In future, the company expects to secure 75-85% of its purchased electricity through direct Power Purchase Agreements (PPA), and has just signed its first with Iberdrola in Mexico, home to its largest brewery, in Zacatecas.

    Going renewable in Mexico

    The new agreement with Iberdrola will provide 490 gigawatt-hours of wind power per year, enabling AB InBev to use 100% renewable purchased electricity across all its production sites across Mexico. The move is expected to increase the country’s total wind and solar energy capacity by more than 5%.

    Iberdrola will build and install 220 megawatts of wind energy capacity onshore in the Mexican state of Puebla, and energy generation is expected to begin in the first half of 2019.

    AB InBev is planning to secure similar PPAs in other markets in the near future, helping to transform the energy industry in countries like Argentina, Brazil, India and South Africa. The rest of its purchased electricity will mainly come from on-site technologies such as solar panels.

    On-site fossil fuel generation currently accounts for around 10% of AB InBev’s total electricity consumption and the company will explore options for transitioning this to renewable power in the future.

    The business case

    AB InBev is demonstrating that by switching to renewable electricity, businesses across the world can contribute to a 100% renewable electricity future – not just because it is the right thing to do, but because it’s a smart business move.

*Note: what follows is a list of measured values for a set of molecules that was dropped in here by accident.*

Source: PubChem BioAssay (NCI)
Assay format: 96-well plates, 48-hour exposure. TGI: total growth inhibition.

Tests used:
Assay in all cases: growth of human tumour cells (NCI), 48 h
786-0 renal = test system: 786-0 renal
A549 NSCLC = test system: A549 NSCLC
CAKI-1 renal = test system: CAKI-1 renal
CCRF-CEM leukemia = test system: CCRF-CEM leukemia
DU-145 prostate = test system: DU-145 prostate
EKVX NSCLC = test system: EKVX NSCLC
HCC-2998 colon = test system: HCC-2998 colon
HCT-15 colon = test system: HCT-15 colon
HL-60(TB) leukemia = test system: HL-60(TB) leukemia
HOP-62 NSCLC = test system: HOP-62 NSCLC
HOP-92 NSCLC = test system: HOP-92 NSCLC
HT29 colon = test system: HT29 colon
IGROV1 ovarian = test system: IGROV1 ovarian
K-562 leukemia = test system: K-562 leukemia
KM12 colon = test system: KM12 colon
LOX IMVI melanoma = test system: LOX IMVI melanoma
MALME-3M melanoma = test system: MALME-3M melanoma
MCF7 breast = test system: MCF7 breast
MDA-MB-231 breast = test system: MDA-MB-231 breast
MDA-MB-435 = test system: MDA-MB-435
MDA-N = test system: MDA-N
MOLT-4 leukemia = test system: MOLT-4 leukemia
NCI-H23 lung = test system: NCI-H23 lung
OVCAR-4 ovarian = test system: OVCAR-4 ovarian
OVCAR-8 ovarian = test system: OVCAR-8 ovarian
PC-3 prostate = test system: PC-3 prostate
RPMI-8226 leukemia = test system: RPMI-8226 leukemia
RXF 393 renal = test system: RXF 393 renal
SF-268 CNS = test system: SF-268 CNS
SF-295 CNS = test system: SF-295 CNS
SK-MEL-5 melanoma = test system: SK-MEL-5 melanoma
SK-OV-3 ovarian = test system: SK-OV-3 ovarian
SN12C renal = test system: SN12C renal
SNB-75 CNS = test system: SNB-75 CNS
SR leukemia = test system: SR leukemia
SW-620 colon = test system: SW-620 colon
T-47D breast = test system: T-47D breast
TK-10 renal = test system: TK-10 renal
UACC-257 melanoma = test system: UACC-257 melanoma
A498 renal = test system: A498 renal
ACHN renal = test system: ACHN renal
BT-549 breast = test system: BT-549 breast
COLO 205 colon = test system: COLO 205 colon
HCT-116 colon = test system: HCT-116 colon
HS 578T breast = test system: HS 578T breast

“Before long, we will see every Budweiser, Corona, and Stella Artois made with 100% renewable power”, said Sam Kimmins, Head of RE100 at The Climate Group, “and it makes business sense, with financial savings, job creation and emissions cuts on offer.

    “AB Inbev is significantly boosting demand for renewables around the world, showing just the kind of leadership we need to slow climate change and speed a low carbon economy, inspiring other companies right along the value chain.”

    Investor action

    AB InBev’s public commitment to 100% renewable power comes after RE100 partner ShareAction convened a group of investors to write to SAB Miller last year. One of those investors was Norwegian pension provider, KLP.

    “As the world's greatest purchasers and users of energy, business and industries are best positioned to lead the shift from fossil fuel to renewables and reach the ambitions set out in the Paris Agreement”, said Jeanett Bergan, Head of Responsible Investments at KLP.

    “A clear message from corporates on a shift from fossil fuel to renewables is a language investors can understand. Collaboration among investors and owners of companies to push this agenda is most effective and powerful in driving the change.”